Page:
Caroline Link, Lea Kurka, Sidede Onyulo in Nirgendwo in Afrika (Nowhere in Africa), 2002, Courtesy: Zeitgeist Films.

Zeitgeist: A 20-Year Legacy of International Film and 'Tasteful Commerce'

Todd Haynes, Poison (1991), Courtesy: Zeitgeist Films.

Jacques Demy, Catherine Deneuve in Les Paraluies de Cherbourg (The Umbrellas of Cherbourg), 1964, Courtesy: Zeitgeist Films.

Dan Geller, Dayna Goldfine, Tatiana Riabouchinska, Tamara Toumanova, Irina Baranova in Ballet Russes, 2005, Courtesy: Zeitgeist Films.


Museum of Modern Art
11 West 53 Street
New York
The Roy and Niuta Titus Theatres
Zeitgeist: The Films of Our Time
June 26-July 23, 2008

Two decades of films celebrating New York-based distributor Zeitgeist Films with the 20-title exhibition Zeitgeist: The Films of Our Time offers a fascinating snapshot of independent American and international film from the past 20 years, Zeitgeist: The Films of Our Time is a selection of works by critical figures in the company’s history and catalog. These range from artists the distributors embraced at early stages of their film careers, including Bruce Weber, Todd Haynes, Deepa Mehta, François Ozon, Olivier Assayas, and Guy Maddin, to established masters like Agnes Varda, Yvonne Rainer, Derek Jarman, and Jacques Demy. This monthlong exhibition includes several introductions and post-screening Q&A sessions with some of the filmmakers, along with appearances by Zeitgeist cofounders Nancy Gerstman and Emily Russo.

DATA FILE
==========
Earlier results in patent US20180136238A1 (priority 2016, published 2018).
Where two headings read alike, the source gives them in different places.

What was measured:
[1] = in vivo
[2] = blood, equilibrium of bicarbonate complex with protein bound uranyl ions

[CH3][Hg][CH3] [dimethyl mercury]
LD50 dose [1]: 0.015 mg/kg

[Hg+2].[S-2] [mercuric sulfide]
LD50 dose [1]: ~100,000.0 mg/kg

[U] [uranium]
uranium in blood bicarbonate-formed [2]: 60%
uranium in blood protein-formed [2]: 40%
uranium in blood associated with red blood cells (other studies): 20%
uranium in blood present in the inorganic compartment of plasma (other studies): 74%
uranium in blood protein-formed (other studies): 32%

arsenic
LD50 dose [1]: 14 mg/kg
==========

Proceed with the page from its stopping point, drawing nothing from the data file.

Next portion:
Many of the directors whose early work Zeitgeist championed will be present to introduce their films: Careful (1992), introduced June 26 by Guy Maddin, who will also introduce Jacques Demy’s Les Parapluies de Cherbourg (The Umbrellas of Cherbourg, 1964) the same night; Let’s Get Lost (1988), introduced June 27 by Bruce Weber; Poison (1991), introduced June 27 by Todd Haynes; Privilege (1990), introduced June 28 by Yvonne Rainer; Calendar (1993), introduced July 12 by Atom Egoyan; and Ballets Russes (2005), introduced July 19 by co-directors Dan Geller and Dayna Goldfine with dancer Freddie Franklin. The exhibition is organized by Rajendra Roy, The Celeste Bartos Chief Curator of Film, The Museum of Modern Art.

In 1988, in a tiny office in New York, Russo and Gerstman launched Zeitgeist Films. The films and directors that they have consistently sought out and championed encompass the full spectrum of international cinematic innovation over the last 20 years, spanning many genres. Film lovers first, Russo and Gerstman dedicated themselves to the time-tested arthouse experience, with focused releases and a dedication to building audiences, reserving risk for their often audacious acquisition choices.

“The phrase ‘tenacity of tasteful commerce’ best describes the spirit of Zeitgeist Films,” says Mr. Roy. “For 20 years, Emily and Nancy have proven to be both die-hard businesswomen and uncompromising connoisseurs of excellent cinema. The artists they have championed are visionaries that MoMA takes pride in exhibiting in their honor.”

Detail of still from the Quay Brothers' Street of Crocodiles, 1986, Courtesy Zeitgeist Films.

Olivier Assayas, Jean-Pierre Leaud and Maggie Cheung in Irma Vep, 1997.